The eldest brother walked to an inn not far from the site and spent the night there. Taken by his conscience and lust of the Elder Wand’s power, the eldest brother boasted of this wand gifted by Death and his own invincibility.

That very night, a murderous wizard crept to the inn as the eldest brother slept, drunk from wine. The wizard slit the oldest brother’s throat for good measure and stole the wand. That was when Death took the first brother.

The second brother returned to his home. Turning the stone thrice in his hand the figure of the girl he had once hoped to marry, before her untimely death, appeared at once before him, much to his delight. Yet she was sad and cold, separated from him as by a veil. Though she had returned to the mortal world, she did not truly belong there and suffered.

Finally, the second brother, driven mad with hopeless longing, committed suicide by hanging from his house’ balcony so as truly to join her. That was when Death took the second brother for his own.

Death searched for the youngest brother as years passed but never succeeded. It was only when the third brother reached a great age, he took off the Cloak of Invisibility and gave it to his son. Greeting Death as an old friend, they departed this life as equals.

The moral of the story is that survival is the only form of victory. You cannot beat death, nor cheat it.

We have seen it time and again.

From Warren Buffett to Howard Marks, longevity is the ultimate weapon in the game of compounding.

Chasing glory, chasing returns, they won’t lead to long run success.

Like the fable of the Hare and the Tortoise, slow and steady wins the race.

Survival is key, and in all scenarios, in all paths through the end game, there are assets which can perform well.

However, I do believe that the standard, basic strategies are not up to the task.

Whether by steady inflation or rapid deflation, the returns from traditional investment portfolios like index and 60/40 funds will not be able to withstand the oncoming storm.

True diversification requires a greater variety of assets, strategies and investments.

Here at Southbank, we have a wide array of offerings, from energy transition stocks to gold to trend following strategies, all of which have great merit in my book.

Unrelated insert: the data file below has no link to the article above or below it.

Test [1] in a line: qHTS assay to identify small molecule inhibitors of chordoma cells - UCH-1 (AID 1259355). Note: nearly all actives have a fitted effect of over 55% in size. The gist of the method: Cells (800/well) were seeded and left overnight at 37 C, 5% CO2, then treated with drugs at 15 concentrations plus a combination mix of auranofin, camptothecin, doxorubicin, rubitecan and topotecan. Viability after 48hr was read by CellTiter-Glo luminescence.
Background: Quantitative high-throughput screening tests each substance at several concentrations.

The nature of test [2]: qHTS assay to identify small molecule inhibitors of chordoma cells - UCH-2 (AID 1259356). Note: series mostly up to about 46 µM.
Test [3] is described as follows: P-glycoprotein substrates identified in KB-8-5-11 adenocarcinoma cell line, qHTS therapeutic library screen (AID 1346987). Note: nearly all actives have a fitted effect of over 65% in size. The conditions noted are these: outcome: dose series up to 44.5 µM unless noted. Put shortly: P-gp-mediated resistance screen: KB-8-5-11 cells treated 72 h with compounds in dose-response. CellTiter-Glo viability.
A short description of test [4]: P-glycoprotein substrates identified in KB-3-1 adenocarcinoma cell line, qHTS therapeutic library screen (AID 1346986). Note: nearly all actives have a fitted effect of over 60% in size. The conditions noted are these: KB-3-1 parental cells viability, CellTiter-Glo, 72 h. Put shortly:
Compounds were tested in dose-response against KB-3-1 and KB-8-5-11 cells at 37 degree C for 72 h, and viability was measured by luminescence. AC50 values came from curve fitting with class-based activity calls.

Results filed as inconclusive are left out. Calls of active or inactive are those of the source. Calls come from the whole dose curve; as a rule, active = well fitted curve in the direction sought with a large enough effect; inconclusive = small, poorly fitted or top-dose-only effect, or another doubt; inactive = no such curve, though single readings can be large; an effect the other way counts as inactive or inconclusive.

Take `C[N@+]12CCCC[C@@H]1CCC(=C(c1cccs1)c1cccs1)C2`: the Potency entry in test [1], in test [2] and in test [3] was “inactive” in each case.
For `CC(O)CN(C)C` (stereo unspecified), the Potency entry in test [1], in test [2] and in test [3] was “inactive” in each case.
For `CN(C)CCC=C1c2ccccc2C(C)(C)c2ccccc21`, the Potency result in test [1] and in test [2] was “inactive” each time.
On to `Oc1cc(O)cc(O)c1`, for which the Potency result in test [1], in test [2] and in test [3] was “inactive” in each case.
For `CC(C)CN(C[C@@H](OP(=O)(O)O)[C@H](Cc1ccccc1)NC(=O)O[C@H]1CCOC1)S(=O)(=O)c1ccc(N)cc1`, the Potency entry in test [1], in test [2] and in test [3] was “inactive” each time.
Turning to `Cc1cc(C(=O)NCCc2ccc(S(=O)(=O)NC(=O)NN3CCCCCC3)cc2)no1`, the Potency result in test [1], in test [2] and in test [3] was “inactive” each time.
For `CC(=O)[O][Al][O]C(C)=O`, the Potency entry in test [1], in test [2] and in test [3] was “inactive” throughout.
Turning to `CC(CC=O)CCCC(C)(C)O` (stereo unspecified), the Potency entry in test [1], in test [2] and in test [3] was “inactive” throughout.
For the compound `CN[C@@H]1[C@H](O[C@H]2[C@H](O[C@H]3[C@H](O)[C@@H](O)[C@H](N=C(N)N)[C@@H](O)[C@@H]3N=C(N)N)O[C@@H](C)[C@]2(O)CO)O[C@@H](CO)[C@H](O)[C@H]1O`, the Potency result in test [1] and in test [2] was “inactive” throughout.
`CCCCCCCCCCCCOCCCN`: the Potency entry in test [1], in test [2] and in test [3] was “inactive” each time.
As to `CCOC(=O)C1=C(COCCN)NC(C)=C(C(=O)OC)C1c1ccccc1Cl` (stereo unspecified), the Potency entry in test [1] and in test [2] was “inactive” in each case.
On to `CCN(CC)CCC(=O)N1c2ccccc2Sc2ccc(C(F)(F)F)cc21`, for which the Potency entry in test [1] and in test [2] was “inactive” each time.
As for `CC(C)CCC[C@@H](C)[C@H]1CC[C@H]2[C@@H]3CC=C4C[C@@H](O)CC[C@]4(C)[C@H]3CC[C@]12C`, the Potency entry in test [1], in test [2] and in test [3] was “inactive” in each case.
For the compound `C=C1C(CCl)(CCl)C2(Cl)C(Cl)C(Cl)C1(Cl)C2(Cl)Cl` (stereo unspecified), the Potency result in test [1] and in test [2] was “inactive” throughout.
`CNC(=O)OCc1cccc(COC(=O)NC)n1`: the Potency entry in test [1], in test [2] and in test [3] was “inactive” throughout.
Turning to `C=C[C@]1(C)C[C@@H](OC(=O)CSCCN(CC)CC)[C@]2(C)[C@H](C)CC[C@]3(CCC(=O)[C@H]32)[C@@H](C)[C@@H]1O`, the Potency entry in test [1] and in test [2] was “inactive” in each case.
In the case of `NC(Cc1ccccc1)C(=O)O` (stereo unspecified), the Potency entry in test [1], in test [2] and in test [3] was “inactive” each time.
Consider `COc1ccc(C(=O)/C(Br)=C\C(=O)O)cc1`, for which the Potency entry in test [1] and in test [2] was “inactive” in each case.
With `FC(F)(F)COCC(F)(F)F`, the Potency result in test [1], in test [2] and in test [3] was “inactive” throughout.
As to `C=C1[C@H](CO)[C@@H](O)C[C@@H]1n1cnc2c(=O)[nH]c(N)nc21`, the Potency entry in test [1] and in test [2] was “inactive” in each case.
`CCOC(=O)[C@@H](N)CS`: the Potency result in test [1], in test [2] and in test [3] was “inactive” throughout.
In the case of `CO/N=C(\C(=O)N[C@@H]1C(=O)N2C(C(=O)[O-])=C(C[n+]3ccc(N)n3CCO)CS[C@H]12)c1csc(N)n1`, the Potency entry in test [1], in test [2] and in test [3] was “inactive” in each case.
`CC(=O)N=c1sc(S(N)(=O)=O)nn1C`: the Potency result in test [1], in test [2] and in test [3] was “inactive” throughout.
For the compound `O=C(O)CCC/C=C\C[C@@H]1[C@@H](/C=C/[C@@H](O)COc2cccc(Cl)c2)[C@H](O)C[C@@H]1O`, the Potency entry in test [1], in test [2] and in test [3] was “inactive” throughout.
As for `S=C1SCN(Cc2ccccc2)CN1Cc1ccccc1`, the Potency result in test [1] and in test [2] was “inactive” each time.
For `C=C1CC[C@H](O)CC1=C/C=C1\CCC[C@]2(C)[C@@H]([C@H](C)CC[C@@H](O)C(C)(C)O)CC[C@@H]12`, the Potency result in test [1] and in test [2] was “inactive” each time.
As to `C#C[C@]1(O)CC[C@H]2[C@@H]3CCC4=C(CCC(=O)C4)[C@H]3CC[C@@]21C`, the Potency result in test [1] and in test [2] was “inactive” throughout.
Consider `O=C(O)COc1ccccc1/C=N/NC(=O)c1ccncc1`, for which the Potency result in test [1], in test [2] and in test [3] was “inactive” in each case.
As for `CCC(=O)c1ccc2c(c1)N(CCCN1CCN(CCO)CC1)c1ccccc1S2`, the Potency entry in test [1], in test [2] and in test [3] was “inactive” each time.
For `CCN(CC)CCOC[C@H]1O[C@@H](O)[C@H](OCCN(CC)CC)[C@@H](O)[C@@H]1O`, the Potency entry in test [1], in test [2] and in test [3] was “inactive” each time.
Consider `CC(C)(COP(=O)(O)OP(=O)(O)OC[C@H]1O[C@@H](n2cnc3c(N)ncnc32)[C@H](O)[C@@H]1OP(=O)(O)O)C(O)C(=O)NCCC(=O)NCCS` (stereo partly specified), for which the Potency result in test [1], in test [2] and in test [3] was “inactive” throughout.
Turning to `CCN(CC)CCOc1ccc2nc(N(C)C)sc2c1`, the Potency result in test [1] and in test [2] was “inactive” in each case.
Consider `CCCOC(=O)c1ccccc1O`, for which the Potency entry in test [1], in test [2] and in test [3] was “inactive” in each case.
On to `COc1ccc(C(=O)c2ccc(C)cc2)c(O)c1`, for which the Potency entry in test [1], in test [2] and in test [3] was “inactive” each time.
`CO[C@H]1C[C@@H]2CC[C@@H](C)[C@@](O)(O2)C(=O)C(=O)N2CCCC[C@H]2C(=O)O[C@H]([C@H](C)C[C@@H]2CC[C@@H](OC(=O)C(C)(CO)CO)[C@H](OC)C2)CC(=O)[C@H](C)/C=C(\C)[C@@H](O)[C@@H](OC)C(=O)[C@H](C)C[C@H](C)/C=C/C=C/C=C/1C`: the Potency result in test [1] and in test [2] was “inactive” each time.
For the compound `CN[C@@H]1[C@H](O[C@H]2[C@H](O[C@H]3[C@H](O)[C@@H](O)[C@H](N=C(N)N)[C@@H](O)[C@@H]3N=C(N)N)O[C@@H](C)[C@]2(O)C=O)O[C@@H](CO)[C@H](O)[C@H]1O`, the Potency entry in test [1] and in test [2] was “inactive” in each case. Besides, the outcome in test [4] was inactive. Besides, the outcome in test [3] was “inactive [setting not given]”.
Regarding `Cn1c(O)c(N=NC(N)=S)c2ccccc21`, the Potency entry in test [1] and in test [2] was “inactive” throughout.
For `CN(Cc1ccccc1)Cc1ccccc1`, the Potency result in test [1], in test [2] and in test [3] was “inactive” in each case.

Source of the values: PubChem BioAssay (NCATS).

But one man brings it all together.

With decades of experience, having managed billions of pounds for HSBC, and the contrarian, multi-asset mindset required to do well in the years to come, Charlie Morris really is the man for the job.

Using his unique method of looking at markets (his Money Map), he has been guiding investors through the recent turmoil with skill and flexibility.

I have read every word Charlie has written since I joined Southbank almost two years ago, and consider it one of the most valuable resources we offer.

If you’d like to join me, and find out how he can guide you through not just the end game that I have described, but all possible market developments…

Then click this link now.

I truly cannot recommend it highly enough, now more than ever.

To finish though, I’d like to strike a slightly more positive note to end the week.

The thing is, for all the doom and gloom this week, I’m not actually that pessimistic. For those who are well prepared and set up to capitalise on the opportunities that will arise, it could be an incredibly fruitful period.

And so, I’d like to end with this quote from Lord of the Rings, with the armies of Sauron approaching looming, this conversation takes place:

“PIPPIN: I didn’t think it would end this way…

GANDALF THE WHITE: End? No… The journey doesn’t end here. Death is just another path, one that we all must take. The grey rain-curtain of this world rolls back, and all turns to silver glass, and then you see it.

P: What? Gandalf? See what?

G: White shores, and beyond, a far green country under a swift sunrise.

P: Well, that isn’t so bad.

G: No… No, it isn’t.”

All the best,

Kit Winder
Editor, UK Uncensored

Cash, stocks, bonds, gold, cryptos, ETFs, mutual funds… Want to make sense of it all, and turn it into a portfolio built for the current investing environment?